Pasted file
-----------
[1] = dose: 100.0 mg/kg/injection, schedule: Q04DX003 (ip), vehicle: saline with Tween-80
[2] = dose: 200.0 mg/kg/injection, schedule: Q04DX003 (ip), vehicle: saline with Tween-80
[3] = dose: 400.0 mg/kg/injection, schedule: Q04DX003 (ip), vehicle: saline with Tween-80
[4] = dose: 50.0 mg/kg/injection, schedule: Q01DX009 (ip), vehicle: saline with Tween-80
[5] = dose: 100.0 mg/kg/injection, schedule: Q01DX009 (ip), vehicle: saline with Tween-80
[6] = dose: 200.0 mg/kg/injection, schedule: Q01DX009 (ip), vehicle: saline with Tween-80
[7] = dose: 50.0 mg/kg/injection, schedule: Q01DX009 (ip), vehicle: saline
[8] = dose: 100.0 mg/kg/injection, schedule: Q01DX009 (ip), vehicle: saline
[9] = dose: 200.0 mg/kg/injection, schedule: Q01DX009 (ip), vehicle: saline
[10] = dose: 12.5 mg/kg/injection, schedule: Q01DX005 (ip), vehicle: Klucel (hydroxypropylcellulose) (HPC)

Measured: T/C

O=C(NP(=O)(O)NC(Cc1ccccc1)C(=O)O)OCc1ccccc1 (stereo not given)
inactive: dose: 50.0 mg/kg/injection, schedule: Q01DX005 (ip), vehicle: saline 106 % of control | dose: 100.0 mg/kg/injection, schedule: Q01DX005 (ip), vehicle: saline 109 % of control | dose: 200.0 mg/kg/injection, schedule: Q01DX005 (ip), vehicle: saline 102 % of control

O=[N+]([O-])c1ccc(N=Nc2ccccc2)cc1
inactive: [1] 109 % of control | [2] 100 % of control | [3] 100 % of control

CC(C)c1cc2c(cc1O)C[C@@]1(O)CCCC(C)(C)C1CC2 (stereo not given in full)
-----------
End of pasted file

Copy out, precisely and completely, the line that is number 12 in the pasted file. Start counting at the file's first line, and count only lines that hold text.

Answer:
O=C(NP(=O)(O)NC(Cc1ccccc1)C(=O)O)OCc1ccccc1 (stereo not given)